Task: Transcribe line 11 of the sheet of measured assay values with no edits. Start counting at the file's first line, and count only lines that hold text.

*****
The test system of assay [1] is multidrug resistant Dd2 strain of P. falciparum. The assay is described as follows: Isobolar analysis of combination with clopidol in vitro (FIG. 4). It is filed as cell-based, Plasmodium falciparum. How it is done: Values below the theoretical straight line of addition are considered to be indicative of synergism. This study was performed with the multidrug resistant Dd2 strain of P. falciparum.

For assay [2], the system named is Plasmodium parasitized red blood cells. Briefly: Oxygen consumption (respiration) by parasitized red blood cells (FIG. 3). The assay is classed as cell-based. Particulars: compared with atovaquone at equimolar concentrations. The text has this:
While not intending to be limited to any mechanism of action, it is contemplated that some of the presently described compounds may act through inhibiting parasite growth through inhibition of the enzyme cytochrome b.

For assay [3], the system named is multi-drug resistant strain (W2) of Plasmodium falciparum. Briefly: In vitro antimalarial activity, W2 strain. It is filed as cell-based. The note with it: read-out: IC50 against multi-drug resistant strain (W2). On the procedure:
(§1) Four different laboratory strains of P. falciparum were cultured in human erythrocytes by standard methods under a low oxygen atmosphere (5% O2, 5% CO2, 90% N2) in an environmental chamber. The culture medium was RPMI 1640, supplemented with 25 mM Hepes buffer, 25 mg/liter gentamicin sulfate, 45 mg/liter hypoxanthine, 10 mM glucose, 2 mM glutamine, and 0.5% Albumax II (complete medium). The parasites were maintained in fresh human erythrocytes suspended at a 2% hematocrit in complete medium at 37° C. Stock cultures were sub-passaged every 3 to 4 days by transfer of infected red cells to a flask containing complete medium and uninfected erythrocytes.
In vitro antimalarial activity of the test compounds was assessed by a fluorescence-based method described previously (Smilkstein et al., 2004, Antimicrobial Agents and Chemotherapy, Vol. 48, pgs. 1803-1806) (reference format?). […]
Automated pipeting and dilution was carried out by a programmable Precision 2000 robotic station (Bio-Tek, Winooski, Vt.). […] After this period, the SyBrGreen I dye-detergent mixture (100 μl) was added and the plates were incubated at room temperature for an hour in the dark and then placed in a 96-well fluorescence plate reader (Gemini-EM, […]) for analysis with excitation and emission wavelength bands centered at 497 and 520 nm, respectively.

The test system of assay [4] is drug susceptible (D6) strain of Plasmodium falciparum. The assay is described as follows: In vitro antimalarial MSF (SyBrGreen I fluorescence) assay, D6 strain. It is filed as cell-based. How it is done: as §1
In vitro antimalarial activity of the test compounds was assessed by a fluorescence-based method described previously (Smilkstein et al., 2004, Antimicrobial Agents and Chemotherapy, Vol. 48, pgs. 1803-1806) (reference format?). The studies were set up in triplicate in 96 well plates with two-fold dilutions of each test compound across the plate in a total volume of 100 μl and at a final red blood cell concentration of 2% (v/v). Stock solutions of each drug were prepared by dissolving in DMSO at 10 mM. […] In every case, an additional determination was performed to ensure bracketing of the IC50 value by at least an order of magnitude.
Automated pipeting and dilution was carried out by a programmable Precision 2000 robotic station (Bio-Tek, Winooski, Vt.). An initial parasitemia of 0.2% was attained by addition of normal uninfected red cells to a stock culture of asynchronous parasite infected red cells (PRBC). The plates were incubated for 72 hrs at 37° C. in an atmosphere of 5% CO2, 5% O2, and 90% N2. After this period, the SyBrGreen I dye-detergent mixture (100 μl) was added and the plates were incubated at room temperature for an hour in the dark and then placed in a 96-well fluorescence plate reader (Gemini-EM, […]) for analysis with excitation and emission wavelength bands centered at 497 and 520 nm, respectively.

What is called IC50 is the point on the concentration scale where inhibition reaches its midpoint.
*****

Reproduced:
What is called IC50 is the point on the concentration scale where inhibition reaches its midpoint.